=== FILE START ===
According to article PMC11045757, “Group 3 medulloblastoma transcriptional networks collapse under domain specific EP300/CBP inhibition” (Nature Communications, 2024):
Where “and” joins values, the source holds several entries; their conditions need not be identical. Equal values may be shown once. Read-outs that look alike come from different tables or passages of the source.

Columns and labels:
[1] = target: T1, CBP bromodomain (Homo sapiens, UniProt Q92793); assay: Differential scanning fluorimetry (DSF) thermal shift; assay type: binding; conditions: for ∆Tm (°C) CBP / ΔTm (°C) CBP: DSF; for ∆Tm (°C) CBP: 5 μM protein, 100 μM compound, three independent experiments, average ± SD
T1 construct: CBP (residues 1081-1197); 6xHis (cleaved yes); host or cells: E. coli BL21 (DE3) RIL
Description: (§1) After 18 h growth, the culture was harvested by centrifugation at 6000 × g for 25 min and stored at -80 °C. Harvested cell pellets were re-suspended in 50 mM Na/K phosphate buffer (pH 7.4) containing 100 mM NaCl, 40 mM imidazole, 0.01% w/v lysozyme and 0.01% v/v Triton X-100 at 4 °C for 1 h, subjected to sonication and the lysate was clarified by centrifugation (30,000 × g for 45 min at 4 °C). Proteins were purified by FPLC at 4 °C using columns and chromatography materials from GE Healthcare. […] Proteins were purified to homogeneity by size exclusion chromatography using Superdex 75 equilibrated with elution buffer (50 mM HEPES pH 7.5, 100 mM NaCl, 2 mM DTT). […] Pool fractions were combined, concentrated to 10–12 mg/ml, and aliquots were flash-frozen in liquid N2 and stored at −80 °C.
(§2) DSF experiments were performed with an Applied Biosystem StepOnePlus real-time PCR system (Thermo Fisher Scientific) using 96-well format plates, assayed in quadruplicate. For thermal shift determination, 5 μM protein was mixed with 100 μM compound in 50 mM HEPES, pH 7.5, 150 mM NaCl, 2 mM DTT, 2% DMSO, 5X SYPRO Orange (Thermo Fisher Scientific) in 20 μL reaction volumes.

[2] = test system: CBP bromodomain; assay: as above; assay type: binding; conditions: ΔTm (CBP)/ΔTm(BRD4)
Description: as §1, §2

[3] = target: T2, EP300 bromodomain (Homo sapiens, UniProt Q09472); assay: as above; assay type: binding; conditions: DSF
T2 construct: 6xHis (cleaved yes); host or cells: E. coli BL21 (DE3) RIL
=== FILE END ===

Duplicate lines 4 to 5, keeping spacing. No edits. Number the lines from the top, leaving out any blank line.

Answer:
[1] = target: T1, CBP bromodomain (Homo sapiens, UniProt Q92793); assay: Differential scanning fluorimetry (DSF) thermal shift; assay type: binding; conditions: for ∆Tm (°C) CBP / ΔTm (°C) CBP: DSF; for ∆Tm (°C) CBP: 5 μM protein, 100 μM compound, three independent experiments, average ± SD
T1 construct: CBP (residues 1081-1197); 6xHis (cleaved yes); host or cells: E. coli BL21 (DE3) RIL